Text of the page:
“Some sectors of human activity such as medicine, transportation and communications were transformed beyond recognition during the twentieth century. Compared with such megachange the practices of school have been virtually static.
There are in principle two diametrically opposed visions of the role of new technologies in education. In one vision the technology is a means to bolster and improve established practices. In the other, the new technology renders these practices obsolete by creating the opportunity for radically new practices.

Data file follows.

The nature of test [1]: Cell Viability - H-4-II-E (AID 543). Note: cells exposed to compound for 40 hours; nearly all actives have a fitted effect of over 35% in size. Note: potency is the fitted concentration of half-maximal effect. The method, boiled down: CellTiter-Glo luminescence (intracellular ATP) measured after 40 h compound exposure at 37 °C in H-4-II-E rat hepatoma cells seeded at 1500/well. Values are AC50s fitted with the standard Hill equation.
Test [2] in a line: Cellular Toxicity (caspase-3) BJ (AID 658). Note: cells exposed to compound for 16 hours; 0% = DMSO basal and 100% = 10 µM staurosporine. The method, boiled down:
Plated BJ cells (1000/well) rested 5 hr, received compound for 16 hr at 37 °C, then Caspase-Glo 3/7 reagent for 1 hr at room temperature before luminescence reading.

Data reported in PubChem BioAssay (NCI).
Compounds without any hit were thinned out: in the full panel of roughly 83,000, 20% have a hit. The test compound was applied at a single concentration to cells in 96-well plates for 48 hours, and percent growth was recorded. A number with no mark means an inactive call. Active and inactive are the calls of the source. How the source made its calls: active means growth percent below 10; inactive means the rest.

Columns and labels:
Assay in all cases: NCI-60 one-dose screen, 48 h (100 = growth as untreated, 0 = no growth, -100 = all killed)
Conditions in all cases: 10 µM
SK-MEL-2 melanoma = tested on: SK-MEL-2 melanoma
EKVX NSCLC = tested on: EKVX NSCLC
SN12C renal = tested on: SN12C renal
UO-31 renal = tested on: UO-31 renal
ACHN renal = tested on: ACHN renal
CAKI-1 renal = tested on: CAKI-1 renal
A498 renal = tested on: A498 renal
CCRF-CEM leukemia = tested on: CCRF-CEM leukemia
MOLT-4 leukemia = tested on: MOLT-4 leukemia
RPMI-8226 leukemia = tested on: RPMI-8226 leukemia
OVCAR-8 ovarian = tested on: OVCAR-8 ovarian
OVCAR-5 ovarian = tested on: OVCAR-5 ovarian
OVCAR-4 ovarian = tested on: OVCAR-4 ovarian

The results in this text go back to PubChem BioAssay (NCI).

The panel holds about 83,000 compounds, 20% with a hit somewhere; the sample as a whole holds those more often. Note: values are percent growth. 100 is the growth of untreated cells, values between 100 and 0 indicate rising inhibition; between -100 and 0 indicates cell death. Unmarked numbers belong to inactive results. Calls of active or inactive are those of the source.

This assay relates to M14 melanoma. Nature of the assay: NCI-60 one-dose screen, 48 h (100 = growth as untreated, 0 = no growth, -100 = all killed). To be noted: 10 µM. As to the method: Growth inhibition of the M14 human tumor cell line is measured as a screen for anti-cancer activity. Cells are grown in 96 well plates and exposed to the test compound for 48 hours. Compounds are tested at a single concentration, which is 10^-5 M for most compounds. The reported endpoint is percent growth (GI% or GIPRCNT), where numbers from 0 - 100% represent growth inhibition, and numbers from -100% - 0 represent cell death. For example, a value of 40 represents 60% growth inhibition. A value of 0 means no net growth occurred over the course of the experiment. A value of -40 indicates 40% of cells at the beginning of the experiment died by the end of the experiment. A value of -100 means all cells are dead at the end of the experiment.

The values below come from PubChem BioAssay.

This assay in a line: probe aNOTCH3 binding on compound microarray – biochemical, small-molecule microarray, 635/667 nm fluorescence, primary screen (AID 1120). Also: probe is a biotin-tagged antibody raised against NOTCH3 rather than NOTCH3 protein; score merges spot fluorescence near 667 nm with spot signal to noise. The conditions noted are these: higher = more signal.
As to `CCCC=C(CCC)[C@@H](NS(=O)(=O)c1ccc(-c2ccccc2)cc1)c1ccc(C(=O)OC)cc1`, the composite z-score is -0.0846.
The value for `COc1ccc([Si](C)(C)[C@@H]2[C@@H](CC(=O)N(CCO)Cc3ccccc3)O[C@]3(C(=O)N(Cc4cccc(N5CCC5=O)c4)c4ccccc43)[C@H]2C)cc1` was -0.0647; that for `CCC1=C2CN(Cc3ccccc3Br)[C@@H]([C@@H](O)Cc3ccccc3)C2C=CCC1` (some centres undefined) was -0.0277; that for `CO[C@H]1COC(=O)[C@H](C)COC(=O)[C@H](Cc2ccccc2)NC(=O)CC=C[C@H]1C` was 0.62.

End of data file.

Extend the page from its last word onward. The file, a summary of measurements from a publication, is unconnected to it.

It is impossible to think sensibly about change and resistance to change in education unless one recognizes that the Education Establishment will not easily depart from the first view. It is held there by its intellectual paradigms as much as by its bureaucratic self-interest. Its professional structure reflects a certain model of education. So does its political and its financial base.”
Technology in Schools: Local fix or Global Transformation?
Remarks by Seymour Papert for a House of Representatives Panel on Technology and Education on October 12, 1995.